Many Catholic Sisters are choosing Catholic Sisters Week, March 8-14, to share publicly our commitment to join with every person living on our Planet in addressing the serious threats to Earth and its inhabitants.
The Our Lady of Victory Missionary Sisters publicly commit to join the worldwide Catholic community in responding to Pope Francis’ urgent call to participate in a seven-year journey toward ecological sustainability whereby we address the climate crisis that threatens Our Common Home, the Earth, and its inhabitants, especially the most vulnerable. This commitment energizes the heart of our mission to stand with those on the margins and gives it a new focus for this critical time.
Pope Francis has issued an urgent call to all people, especially the Church, to respond in action to the Climate Crisis. He pleads with all who are taking the climate crisis seriously, to unite and bring about real, positive change.
Sisters are taking this call very seriously as both a challenge and an opportunity. It is exciting and hopeful to know that the Church can make a significant contribution to a major shift away from destruction and abuse toward unity and care for the earth and for all who call the Earth home.
It is important to realize that we are not starting from scratch and that the call is to build on what we have done up to this time to lovingly care for God’s creation. We initiated a Cherish the Earth Committee to carry out recommendations flowing from a Land Audit which was done in 1995. This audit helped us bring a more pronounced ecological dimension to our property and culminated in a 10 year plan. Some of the specifics included planting milk weed for monarch butterflies, composting, recycling, promotion of solar ovens and reduction of lawn and mowing. Then several years ago, as part of our planning for the future, we realized that one of the most precious assets or resources with which we had been gifted by Archbishop Noll, is the land near the Forks of the Wabash on which our motherhouse is located. We are also very much aware that this is the land on which the Miami People lived. Mindful of all this, we sold a large portion of our property to ACRES Land Trust to preserve and protect these acres for future generations to enjoy.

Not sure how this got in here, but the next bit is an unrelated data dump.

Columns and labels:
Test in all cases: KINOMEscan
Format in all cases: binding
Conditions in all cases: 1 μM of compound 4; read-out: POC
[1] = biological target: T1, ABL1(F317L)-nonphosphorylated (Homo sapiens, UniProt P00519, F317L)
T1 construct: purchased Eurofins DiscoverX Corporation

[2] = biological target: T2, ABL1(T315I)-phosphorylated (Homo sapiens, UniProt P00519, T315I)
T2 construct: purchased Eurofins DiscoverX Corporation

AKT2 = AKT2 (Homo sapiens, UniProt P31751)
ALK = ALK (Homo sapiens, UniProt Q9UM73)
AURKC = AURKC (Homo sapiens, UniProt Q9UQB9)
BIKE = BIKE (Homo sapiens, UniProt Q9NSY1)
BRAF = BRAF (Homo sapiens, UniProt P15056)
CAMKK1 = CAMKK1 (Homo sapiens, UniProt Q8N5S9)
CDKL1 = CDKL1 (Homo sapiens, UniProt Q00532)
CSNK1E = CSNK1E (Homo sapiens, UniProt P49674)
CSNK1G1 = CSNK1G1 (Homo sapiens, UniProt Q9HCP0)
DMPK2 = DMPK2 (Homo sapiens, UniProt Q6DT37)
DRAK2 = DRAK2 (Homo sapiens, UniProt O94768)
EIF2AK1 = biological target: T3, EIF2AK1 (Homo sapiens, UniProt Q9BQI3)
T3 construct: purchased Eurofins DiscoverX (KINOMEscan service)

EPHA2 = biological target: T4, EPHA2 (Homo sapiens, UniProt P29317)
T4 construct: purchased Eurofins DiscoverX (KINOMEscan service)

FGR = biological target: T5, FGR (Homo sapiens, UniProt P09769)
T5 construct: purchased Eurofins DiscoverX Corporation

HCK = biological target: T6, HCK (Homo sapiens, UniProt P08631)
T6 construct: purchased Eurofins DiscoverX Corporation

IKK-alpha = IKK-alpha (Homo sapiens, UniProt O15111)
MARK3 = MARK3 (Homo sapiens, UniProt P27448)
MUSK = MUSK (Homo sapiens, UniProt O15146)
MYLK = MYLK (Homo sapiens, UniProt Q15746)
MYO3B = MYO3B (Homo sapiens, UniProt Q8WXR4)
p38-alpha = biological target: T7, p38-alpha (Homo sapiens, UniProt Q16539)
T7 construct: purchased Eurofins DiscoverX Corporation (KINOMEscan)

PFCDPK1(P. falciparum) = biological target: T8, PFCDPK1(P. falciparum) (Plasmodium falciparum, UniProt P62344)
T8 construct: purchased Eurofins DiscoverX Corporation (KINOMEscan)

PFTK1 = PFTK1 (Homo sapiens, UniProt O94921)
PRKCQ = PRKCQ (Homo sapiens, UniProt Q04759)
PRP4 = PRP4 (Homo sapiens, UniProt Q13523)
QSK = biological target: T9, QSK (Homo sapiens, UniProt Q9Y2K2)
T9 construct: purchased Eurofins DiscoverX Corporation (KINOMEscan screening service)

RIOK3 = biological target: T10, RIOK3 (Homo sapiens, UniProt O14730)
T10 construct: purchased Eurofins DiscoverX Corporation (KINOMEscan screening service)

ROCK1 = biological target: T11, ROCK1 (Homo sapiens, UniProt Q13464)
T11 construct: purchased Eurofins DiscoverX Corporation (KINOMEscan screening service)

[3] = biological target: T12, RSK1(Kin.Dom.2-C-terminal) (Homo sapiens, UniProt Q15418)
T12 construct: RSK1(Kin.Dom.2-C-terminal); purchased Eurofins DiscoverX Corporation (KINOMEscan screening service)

In addition, the buildings on the Victory Noll Campus have been sold to Huntington County, and will be used by Community Corrections. We are grateful that this land will contribute to a healing experience for persons dealing with addictions to drugs or alcohol.
And finally, residents at Saint Anne’s Communities at Victory Noll continue to enjoy riding and walking around the grounds when weather permits.
For many of us what is called for is an ecological conversion and what better time to focus on conversion than during Lent. Each of us can ask the question, “What is it that I can do to protect and heal our Earth?” Just one example would be to reduce food waste by buying what you will eat and donate excess purchases to the food pantries in town. Learning, becoming more aware, bringing the aspects of this worldwide crisis to prayer and committed action, are all a part of ecological conversion.
Finally, we wish to applaud the efforts on the part of the City of Huntington to plant more trees, recycle, do River clean-up, provide parks and make our city buildings more energy efficient. If we all do something and do it together, we can make a significant difference to our City, our State … and our World!
Sr. Beatrice Haines
Social Justice Coordinator
Our Lady of Victory Missionary Sisters